County Schools Chief Asks State Comptroller to Correct ‘Misstatements’ on School Construction Costs
Bowers said Franchot overstated construction costs at Nov. 9 event
Comptroller Peter Franchot (file photo)
The interim superintendent of Montgomery County Public Schools (MCPS) wants a correction from Maryland Comptroller Peter Franchot, who at an event earlier this month criticized what he characterized as higher-than-necessary school construction costs in the county.
Interim Superintendent Larry Bowers sent Franchot a letter last week in which he said Franchot “erroneously commented that MCPS spends ‘$500 per square foot’ on our capital projects.”
“In addition, you quoted a conversation with our ‘head of construction’ that I have been unable to determine where, when or with whom this conversation took place,” Bowers wrote. “I am concerned about the inaccuracies about our capital costs and would appreciate if you would correct the misstatements you have made about our district.”
Franchot’s comments, made Nov. 9 at a meeting of the Montgomery County Civic Federation, were recorded by the Parents’ Coalition, a group of county residents that labels itself as a MCPS watchdog group.
“We’re paying almost $500 a square foot to build schools in Montgomery County,” Franchot said. “They just completed one that looks like the National Museum of Art, it’s so beautiful, in Alexandria, for $250 a square foot.”
Bowers said that since 2007, MCPS construction costs have averaged between $212 a square foot and $297 a square foot, rates that are consistent with school construction costs in other Maryland and Virginia school districts.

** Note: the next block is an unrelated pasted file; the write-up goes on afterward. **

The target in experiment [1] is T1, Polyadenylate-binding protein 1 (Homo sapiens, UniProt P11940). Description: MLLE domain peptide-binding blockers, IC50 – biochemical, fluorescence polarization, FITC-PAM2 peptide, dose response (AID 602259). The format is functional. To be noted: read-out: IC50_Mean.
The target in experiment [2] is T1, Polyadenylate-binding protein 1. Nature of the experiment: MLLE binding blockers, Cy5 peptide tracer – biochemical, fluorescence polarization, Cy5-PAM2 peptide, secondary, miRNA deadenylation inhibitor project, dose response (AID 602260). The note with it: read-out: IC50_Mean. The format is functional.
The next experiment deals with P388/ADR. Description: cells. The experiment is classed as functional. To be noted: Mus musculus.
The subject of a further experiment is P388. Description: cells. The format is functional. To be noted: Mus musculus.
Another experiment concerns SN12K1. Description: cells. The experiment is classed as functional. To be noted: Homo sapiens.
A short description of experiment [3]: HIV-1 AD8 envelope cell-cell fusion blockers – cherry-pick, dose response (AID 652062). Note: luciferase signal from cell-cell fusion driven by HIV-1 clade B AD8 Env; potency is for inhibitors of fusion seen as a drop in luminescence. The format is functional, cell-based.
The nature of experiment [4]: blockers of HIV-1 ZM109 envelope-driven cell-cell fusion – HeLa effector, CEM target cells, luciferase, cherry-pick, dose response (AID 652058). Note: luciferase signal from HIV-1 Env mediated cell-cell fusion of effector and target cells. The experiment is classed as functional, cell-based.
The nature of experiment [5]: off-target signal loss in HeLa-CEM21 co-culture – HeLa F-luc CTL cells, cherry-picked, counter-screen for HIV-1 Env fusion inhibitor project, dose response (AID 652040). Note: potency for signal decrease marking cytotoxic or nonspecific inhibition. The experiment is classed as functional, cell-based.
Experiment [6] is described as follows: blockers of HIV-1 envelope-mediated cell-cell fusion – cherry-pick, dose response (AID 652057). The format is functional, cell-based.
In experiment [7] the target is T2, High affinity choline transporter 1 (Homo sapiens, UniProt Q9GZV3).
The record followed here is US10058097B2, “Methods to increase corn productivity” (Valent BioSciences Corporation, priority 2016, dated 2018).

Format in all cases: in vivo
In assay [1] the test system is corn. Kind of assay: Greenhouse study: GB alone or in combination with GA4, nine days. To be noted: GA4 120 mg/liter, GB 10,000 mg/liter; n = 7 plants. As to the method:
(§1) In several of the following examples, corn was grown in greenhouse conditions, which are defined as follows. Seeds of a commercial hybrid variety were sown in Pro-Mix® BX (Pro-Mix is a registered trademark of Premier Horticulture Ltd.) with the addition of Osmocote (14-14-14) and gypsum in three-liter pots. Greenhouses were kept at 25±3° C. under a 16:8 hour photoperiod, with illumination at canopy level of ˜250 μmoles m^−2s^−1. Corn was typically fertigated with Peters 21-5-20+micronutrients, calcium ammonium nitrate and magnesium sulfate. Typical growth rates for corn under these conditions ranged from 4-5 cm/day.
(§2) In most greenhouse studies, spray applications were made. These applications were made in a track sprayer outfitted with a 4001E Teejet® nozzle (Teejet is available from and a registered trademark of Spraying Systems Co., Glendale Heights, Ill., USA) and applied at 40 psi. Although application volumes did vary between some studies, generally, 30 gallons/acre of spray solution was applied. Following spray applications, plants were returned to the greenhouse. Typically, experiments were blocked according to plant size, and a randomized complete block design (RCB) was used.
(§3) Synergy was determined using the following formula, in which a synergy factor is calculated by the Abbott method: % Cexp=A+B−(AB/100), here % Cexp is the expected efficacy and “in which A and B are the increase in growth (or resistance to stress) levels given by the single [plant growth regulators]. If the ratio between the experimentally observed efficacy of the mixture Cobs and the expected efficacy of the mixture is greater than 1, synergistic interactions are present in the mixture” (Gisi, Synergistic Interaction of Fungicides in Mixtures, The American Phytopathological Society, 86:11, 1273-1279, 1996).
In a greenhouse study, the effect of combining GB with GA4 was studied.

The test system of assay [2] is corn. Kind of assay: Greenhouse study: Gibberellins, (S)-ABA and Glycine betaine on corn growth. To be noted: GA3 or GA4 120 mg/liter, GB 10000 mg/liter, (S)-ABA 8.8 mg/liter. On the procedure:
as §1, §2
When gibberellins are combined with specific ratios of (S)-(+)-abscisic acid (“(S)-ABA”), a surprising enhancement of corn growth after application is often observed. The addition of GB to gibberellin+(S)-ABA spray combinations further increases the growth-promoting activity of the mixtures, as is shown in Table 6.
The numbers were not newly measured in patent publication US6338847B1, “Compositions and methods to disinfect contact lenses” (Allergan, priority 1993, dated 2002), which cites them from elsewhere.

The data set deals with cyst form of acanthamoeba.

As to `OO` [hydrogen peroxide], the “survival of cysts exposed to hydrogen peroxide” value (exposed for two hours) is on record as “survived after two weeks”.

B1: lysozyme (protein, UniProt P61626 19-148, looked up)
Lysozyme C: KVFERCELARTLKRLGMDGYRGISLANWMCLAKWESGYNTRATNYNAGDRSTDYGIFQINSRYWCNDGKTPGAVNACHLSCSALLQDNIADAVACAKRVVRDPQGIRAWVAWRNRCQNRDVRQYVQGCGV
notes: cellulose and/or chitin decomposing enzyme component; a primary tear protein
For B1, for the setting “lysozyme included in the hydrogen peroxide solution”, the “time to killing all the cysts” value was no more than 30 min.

Bowers also said school system construction projects have been 100 percent on-time and within budget “for more than 15 years.”
The controversy comes as MCPS is trying to obtain more school construction funding for a school system growing by about 2,500 students a year. Bowers last month recommended a $1.72 billion capital budget for the next six years that would keep already planned projects on track, add 10 classroom addition projects and build a new elementary school in the Clarksburg cluster.
The projects would be dependent on county and state funding.
The Nov. 9 event wasn’t the first time Franchot, who lives in Montgomery County, has expressed concern with the way the school system allocates money in its capital budget. Franchot, one of three members of the state’s Board of Public Works, said at the group’s meeting on Nov. 5 he’d like to see more efficient school construction spending.
A spokesperson for Franchot said Monday that the comptroller “happily takes the school system at its word” about school construction costs in the county, “but the larger point that he was making [Nov. 9] was about the urgent and escalating need for affordable, high quality school facilities and the opportunities that exist to deliver modern, safe learning environments at dramatically reduced costs.
“With limited resources and critical needs, we have to continuously find ways to get better results out of the precious taxpayer dollars we’re putting in to our key priorities,” the spokesperson said in a written statement.